Last Saturday, DC officials cut a ribbon on a project to rebuild on K Street NW between 3rd and 7th Streets. The road is better than it was before, but some elements that would have helped pedestrians and cyclists disappeared between earlier studies and the final project.


Photos by the author.



New pavement covers a full-depth reconstruction of the street and upgraded utilities. New granite curbs, Washington Globe lamp posts, brick sidewalk pavers, and planting beds make the sidewalk a nice place for pedestrians and outdoor cafés.


The four large, round, elevated tree boxes on the corners of 5th and K are especially nice. They’ll give trees room for their roots to grow, allowing this corner to become a beautiful shaded plaza in the future.


A 2003 Mount Vernon Triangle study from the District Department of Transportation (DDOT) and Office of Planning recommended ways to improve transportation and the public realm throughout the neighborhood. That study proposed putting bike lanes on K Street and consolidating curb cuts, which means fewer places where pedestrians come in conflict with vehicles.

There are still large curb cuts on the 300 and 500 blocks of K Street, and the project reconstructed the curbs around these curb cuts. Had DC been able to close the curb cuts now, it could have saved time and expense in the future. However, that would require the property owners to agree.

What happened to the bike lanes?



The Mount Vernon Triangle study also recommended bike lanes along K Street, but with the exception of a short segment in the 400 block, the blocks have sharrows instead.


DDOT spokesperson Monica Hernandez said in an email, “We did include bike lanes in the plans for K Street from 4th to 7th.  We intentionally dropped the bike lanes at the intersections for traffic capacity reasons, to allow for the inclusion of left turn lanes, thus the actual bike lanes are short, mid-block sections with sharrows at the ends of the blocks.”

However, this makes it sound like there are bike lanes for at least part of each block. In fact, most blocks don’t have any bike lanes.

While biking down K Street last week, aggressive drivers honked at me incessantly. If there was a lane, drivers would have simply passed by. While sharrows are a helpful reminder to vehicular traffic that cyclists have a right to be in the road, it’s likely that other cyclists will have the same experience.


At 3rd Street, the project’s eastern end, there’s no transition from one very-wide lane with a sharrow to two wide travel lanes with no indication of cyclist right-of way.


Missing crosswalks hurt pedestrian safety

The project also misses out on pedestrian accommodations, especially at the corner of 3rd and K. There’s no marked crosswalk on the eastern side of the intersection. I suspect it was left out because westbound drivers accelerate as they crest the bridge over I-395, meaning they wouldn’t see the crosswalk until they were almost on top of a vulnerable pedestrian.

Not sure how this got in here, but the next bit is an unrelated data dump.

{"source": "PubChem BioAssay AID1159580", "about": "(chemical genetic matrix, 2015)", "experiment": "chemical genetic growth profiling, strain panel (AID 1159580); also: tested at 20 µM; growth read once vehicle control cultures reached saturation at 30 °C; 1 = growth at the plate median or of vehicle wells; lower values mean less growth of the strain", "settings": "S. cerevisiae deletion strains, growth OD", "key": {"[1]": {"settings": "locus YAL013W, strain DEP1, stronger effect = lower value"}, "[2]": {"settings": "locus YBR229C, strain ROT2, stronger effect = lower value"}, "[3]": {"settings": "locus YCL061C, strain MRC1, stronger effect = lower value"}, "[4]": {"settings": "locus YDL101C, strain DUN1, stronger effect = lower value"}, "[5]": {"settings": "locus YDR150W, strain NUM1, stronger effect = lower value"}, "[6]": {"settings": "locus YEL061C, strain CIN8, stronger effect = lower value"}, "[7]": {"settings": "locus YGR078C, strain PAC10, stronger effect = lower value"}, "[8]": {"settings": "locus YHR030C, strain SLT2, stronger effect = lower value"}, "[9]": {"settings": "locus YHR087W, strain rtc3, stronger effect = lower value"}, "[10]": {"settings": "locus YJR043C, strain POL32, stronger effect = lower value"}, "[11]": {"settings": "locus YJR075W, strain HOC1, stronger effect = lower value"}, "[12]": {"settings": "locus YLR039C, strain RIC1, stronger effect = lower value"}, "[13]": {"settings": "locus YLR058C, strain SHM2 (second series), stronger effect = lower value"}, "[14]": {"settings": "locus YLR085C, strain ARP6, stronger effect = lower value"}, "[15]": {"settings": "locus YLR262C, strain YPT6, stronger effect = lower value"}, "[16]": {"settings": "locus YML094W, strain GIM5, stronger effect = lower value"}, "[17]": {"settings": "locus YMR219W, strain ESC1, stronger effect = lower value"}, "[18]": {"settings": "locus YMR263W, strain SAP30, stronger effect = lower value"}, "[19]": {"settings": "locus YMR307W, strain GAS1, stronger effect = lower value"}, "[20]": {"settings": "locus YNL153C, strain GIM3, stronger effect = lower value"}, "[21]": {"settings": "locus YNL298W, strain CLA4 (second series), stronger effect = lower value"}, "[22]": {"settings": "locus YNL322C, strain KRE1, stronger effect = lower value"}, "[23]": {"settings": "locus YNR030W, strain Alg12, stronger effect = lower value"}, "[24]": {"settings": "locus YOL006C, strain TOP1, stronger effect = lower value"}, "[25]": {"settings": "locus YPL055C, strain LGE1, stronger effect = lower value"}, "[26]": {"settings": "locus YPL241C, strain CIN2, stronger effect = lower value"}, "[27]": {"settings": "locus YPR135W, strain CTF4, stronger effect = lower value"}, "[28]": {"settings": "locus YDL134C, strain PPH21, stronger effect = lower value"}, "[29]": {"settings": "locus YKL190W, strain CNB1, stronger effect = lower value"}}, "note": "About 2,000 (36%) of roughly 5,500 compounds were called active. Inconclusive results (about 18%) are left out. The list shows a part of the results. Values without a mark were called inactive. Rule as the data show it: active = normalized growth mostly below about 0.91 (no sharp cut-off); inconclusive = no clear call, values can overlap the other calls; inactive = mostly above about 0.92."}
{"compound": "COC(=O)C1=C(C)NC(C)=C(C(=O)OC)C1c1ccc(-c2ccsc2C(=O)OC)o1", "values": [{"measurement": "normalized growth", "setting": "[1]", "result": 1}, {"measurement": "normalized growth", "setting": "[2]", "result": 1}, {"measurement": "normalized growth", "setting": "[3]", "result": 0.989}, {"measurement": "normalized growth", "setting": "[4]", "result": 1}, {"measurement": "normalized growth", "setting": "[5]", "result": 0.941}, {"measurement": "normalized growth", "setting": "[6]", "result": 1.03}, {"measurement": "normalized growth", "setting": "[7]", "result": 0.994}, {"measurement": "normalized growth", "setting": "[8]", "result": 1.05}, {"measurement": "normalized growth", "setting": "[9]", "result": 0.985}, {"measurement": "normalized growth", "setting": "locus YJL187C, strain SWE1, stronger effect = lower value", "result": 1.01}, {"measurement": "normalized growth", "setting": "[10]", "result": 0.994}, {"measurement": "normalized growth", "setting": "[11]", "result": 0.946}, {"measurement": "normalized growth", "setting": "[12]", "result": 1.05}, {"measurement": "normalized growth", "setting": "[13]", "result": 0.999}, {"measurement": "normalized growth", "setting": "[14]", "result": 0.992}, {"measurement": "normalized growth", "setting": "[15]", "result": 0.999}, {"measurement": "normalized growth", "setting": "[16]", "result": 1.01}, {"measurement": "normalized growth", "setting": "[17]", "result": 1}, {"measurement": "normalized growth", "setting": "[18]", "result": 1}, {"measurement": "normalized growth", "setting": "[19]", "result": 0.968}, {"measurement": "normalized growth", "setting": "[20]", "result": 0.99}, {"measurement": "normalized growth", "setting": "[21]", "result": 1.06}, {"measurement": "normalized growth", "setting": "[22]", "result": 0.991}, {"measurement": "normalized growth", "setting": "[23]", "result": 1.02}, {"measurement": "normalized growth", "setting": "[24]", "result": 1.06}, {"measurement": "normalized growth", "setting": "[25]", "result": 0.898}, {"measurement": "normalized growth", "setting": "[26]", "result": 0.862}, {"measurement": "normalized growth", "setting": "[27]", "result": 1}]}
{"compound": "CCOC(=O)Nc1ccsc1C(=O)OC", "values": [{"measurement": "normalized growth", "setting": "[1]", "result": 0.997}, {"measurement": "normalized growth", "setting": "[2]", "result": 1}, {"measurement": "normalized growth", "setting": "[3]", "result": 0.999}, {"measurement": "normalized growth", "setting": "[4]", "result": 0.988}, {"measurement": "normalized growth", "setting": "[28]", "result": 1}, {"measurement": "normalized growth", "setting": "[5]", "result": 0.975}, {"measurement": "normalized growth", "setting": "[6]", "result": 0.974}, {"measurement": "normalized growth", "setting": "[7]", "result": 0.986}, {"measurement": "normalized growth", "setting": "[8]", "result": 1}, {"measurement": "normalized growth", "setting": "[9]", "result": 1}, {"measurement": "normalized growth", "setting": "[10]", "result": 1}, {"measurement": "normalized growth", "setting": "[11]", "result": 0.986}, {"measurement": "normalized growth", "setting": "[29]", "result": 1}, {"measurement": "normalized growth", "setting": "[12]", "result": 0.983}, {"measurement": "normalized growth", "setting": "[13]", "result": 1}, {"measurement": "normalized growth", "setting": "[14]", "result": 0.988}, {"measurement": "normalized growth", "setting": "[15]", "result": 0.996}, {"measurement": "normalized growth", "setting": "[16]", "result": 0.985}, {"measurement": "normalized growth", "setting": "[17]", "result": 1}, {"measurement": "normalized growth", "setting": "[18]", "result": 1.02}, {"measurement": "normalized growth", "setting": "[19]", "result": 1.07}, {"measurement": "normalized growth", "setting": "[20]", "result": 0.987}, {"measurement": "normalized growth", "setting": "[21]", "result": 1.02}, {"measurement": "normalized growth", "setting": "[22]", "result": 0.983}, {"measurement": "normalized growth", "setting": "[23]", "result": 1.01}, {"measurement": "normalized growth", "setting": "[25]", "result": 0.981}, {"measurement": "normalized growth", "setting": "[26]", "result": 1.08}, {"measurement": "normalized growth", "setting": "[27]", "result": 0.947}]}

Any leg of an intersection is still a legal crosswalk, even if there’s no marked crosswalk painted on the street. By not designing this area to be safe for pedestrians, DDOT is just letting an unsafe situation persist.


There’s also no traffic signal here. This leaves off a visual cue for drivers to even think about slowing down. Meanwhile, drivers will be merging from two lanes into one here, meaning they’ll be looking over their shoulders and in the rear-view mirror to see where traffic is behind them, rather than paying attention to pedestrians in the crosswalk. This corner has the potential to be even more dangerous for those on foot than it was before.

The Mount Vernon Triangle report recommended a mid-block crosswalk on the 400 block, which is very long, but it didn’t become part of the project. Hernandez passed on our question about this to the project team, but she wasn’t able to get an answer. She wrote in an email, “those decisions were made by former staff during the planning phase.” It appears decisions by now-departed employees, decisions to abandon elements from an earlier study, simply disappeared with those employees.


What’s with the signs?

Finally, many of the new street sign blades along K Street don’t follow the same standard as most others in the city. This happened recently on other projects where contractors have fabricated signs, like on Sherman Avenue NW.

When asked about this, the project team told Hernandez, “The signage that’s in place reflects the new federal standard which will be utilized on all new projects.” Federal standards appear to define the typeface, not the shape of the signs, and as Mike DeBonis notes, include ordinal notation (3rd instead of 3). Regardless of DDOT’s claim, it’s clear that signage on their projects are not following one universal standard.

The revitalization of Mount Vernon Square has made K Street an increasingly active and busy urban place, and it deserves a streetscape that supports the people who use it, especially pedestrians and bicyclists. While the new K Street is an improvement, there are many unfortunate omissions that prevent it from being great.